The Sarawak state election was in many ways an exhilarating and unforgettable event not just for the participants, but also for the bystanders. I was fortunate to be counted as one who witnessed the week-long drama unfold in Sibu, seeing a thousand faces and emotions being displayed.
Nomination and ceramahs
April 6 the nomination day saw a record number of 200 plus candidates vying for the 71 state seats offered. I was on duty with the DAP entourage that turned up to support the DAP candidate. More than half of the 200 plus volunteers marched together towards the Dudong nomination centre, matching the BN’s entourage. This was a previously unheard phenomenon. By a seasoned local party member’s reckoning, this was the biggest and most representative crowd that DAP has ever assembled for the Dudong state seat nomination.
Incidentally the Dudong state seat held by BN’s SUPP and which is situated partially in the Sibu town, has close to 48 percent of native population represented on its electoral roll. The campaign seems to have hit the right note early on for DAP, who put up Yap Hoi Liong as its candidate.
The election campaign started with the ceramahs in the night. The first night ceramah saw a 3,000-strong crowd gathering in an open-air car park, a typical venue for opposition rallies. The crowd’s receptiveness toward the speakers’ diatribe against the ruling party was shown clearly on many a nodding faces.
As the campaign days drew on, the crowd size increased. In fact, astounding numbers turned up for ceramahs across the big cities and towns in Sarawak. Miri and Kuching registered record-size crowds that numbered in the tens of thousands almost from the start of the campaign.
The crowd’s enthusiasm was shown when DAP’s party merchandise were snapped up like hot cakes by the avid listeners. Party newspapers, books, drinks and T-shirts were ringing up big sales in ceramahs and amongst walk-in visitors to the DAP service centre. But the star of the campaign was clearly Ubah, the cuddly hornbill doll. Many were fighting to get hold of the toy; near scuffles were reported to have taken place in one of the Sibu ceramahs.
The banners and poster wars were no less colourful. Ubahs and dacings were going head-to-head adorning the streets and trees were lined with many humorous witticisms.
There were also side dramas that stole the limelight for brief respites. A helicopter ferrying the Deputy Prime Minister crashed in front of the Wisma Sanyan on the day postal voting began there, killing the pilot in the process. Raja Petra’s supposed recant of Najib and Rosmah’s alleged role in the Altantuya murder case and Anwar’s alleged role in the sex video was splashed prominently across the mainstream media. It was all in a day’s work for the news spinners.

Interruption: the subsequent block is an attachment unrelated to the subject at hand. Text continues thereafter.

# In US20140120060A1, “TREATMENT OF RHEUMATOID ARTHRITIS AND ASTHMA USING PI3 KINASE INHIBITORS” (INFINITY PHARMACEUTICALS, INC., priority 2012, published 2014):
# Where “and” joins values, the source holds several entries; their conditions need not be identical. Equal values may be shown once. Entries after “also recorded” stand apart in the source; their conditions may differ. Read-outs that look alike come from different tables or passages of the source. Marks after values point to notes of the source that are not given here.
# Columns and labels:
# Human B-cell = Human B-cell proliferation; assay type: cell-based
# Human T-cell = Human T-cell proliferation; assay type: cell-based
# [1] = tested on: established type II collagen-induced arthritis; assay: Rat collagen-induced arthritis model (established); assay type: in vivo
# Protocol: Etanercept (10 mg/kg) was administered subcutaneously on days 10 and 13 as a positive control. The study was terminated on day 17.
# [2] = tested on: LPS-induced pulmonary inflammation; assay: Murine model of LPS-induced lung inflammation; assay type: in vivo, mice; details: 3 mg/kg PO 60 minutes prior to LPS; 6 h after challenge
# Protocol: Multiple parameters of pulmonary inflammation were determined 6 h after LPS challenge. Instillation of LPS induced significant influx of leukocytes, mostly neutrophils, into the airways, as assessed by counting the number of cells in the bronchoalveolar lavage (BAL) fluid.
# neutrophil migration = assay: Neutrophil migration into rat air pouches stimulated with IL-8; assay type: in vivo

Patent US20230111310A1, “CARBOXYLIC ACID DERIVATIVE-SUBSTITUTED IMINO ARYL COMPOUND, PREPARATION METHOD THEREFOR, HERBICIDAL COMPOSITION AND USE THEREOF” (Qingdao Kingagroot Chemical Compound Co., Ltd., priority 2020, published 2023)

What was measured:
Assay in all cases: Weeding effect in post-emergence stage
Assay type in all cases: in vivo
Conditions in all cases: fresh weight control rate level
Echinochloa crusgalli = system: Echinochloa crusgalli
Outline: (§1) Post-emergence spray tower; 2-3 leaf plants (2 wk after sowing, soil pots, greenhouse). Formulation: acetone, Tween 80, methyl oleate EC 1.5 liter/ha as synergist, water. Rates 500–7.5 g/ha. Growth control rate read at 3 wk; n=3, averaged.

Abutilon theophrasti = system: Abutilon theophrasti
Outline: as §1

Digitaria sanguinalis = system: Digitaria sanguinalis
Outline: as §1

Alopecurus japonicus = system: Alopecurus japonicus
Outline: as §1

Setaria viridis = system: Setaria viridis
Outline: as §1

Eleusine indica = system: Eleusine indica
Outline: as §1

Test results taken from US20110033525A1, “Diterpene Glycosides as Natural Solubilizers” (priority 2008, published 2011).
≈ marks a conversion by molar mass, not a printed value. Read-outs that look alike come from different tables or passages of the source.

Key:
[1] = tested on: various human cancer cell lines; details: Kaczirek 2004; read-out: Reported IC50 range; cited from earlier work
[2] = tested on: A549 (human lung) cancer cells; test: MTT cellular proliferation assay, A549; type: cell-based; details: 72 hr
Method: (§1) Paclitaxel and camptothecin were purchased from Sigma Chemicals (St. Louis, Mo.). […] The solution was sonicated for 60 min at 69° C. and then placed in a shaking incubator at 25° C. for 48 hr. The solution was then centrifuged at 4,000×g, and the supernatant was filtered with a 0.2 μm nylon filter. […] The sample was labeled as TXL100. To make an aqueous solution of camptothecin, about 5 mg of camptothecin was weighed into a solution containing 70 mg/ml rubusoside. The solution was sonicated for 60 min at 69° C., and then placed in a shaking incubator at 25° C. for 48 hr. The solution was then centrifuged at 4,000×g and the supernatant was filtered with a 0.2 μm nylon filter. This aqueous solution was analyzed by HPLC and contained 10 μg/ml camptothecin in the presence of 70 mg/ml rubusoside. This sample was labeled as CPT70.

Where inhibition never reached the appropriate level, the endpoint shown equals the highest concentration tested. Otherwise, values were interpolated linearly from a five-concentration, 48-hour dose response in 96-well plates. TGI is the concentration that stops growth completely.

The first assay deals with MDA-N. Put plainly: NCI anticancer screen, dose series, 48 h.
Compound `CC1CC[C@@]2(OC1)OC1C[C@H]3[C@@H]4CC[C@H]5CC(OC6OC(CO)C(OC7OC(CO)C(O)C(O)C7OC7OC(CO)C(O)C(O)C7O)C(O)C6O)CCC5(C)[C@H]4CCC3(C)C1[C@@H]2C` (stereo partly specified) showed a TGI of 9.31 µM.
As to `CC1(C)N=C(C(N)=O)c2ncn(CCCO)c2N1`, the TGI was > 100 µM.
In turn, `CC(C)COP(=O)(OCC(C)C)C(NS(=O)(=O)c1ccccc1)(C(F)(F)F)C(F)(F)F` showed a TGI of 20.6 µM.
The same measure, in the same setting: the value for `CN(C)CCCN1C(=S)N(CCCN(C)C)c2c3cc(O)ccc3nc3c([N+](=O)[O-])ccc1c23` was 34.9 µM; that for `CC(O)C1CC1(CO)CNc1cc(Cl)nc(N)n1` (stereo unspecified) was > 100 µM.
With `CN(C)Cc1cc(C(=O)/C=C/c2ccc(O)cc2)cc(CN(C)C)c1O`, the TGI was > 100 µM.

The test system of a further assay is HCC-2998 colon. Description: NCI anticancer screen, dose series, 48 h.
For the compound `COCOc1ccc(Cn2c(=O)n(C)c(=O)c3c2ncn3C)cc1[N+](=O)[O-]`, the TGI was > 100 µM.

The final night of the campaign ceramah in Sibu, usually drawing the biggest turnout, saw a downpour that threatened to dampen the crowd turnout. The BN’s tactics did not help either; SUPP workers were playing an anti-Pakatan video at full volume to distract the DAP ceramah attendees.
Finally the weather let up; the police finally got the BN’s provocateurs to leave the place. And the crowd finally turned up, registering a record 20,000 turnout. The organisers promised the audience a rock-star concert; the crowd was entertained throughout with the speakers’ speeches and DAP’s own volunteer band belting out the spirit-lifting song of the Taiwanese singer Roger Yang’s hit song “I do believe”. The crowd seems all roused for the elections.
Amidst all the sights and sounds, I was reminded of the resemblance of this campaign to the March 8 general elections in Peninsula Malaysia, especially in Penang. How the crowds were coming out in droves, braving rains to listen to political novices like Hannah Yeoh and Teoh Nie Ching speak. Everyone seems fired up to bring change. Would Sarawakians do the same?
Polling day was deceptively peaceful. But the real drama began as the results came in. In the Dudong postal vote counting centre, a blackout took place. The familiar script of certain political parties, who when losing by a small margin would turn off the lights to sneak it a few stuffed ballots and steal the election, seems destined to be replayed again in Sibu.
But the DAP supporters would have none of this. Arguments ensued; the tense atmosphere was finally defused when the Election Commission officers brought in spare light torches to proceed with the counting.
Sibu folks were all excited for the results and for DAP. As night fell, a few hundred enthusiastic supporters gathering at the DAP operations centre to witness the latest election results. Even the drizzle could not keep them away. Every time the results flipped positively for DAP, the crowd would roar.
After the final results were announced, the crowd lingered patiently for their candidates to return. Almost 500 people had gathered to wait for the DAP’s candidates. By 10.30pm DAP’s favourite four for Sibu, Richard Wong, David Wong, Alice Lau and Yap returned to heroes’ welcome at the operations centre.
Tears of joy and dejection could be seen on the faces of the supporters. The only candidate that lost, Alice, was consoled and greeted with tender embraces by anonymous supporters. It was as though they were raring for her to have another shot at the elections. It was a sight I could never forget.
The election campaign, a first for me, was in many ways an eye-opener. To see people freely donating to the campaign’s cause, the enthusiastic supporters embracing the fight and party volunteers coming from Peninsula and afar to contribute to the cause certainly reminded me that this campaign is a lot bigger than just helping one political party to win the elections. It is about change, a change we all have a stake in. As the Ibans would say it, Aram kitai berubah, Malaysia! (Let us change, Malaysia!) -The Rocket